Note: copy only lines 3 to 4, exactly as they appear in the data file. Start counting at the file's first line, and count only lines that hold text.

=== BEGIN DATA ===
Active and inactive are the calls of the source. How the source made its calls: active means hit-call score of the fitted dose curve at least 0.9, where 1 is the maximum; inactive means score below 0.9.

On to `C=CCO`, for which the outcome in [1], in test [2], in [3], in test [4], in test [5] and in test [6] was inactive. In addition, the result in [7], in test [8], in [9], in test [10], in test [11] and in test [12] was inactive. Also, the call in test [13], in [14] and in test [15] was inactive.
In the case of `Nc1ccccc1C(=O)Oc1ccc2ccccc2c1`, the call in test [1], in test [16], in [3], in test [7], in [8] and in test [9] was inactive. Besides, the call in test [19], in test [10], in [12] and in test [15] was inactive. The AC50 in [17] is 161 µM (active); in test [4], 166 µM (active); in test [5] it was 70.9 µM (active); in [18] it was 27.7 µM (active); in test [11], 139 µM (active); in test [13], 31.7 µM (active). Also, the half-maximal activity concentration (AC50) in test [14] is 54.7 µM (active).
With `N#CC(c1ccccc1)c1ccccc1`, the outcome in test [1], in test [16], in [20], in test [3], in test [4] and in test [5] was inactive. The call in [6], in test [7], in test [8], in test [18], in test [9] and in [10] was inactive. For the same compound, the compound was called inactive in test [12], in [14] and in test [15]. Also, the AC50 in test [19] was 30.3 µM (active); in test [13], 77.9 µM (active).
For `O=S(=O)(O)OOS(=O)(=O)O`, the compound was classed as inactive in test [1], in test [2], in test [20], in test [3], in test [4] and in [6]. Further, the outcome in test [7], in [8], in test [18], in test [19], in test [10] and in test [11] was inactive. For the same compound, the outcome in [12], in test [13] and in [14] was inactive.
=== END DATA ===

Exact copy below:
In the case of `Nc1ccccc1C(=O)Oc1ccc2ccccc2c1`, the call in test [1], in test [16], in [3], in test [7], in [8] and in test [9] was inactive. Besides, the call in test [19], in test [10], in [12] and in test [15] was inactive. The AC50 in [17] is 161 µM (active); in test [4], 166 µM (active); in test [5] it was 70.9 µM (active); in [18] it was 27.7 µM (active); in test [11], 139 µM (active); in test [13], 31.7 µM (active). Also, the half-maximal activity concentration (AC50) in test [14] is 54.7 µM (active).
With `N#CC(c1ccccc1)c1ccccc1`, the outcome in test [1], in test [16], in [20], in test [3], in test [4] and in test [5] was inactive. The call in [6], in test [7], in test [8], in test [18], in test [9] and in [10] was inactive. For the same compound, the compound was called inactive in test [12], in [14] and in test [15]. Also, the AC50 in test [19] was 30.3 µM (active); in test [13], 77.9 µM (active).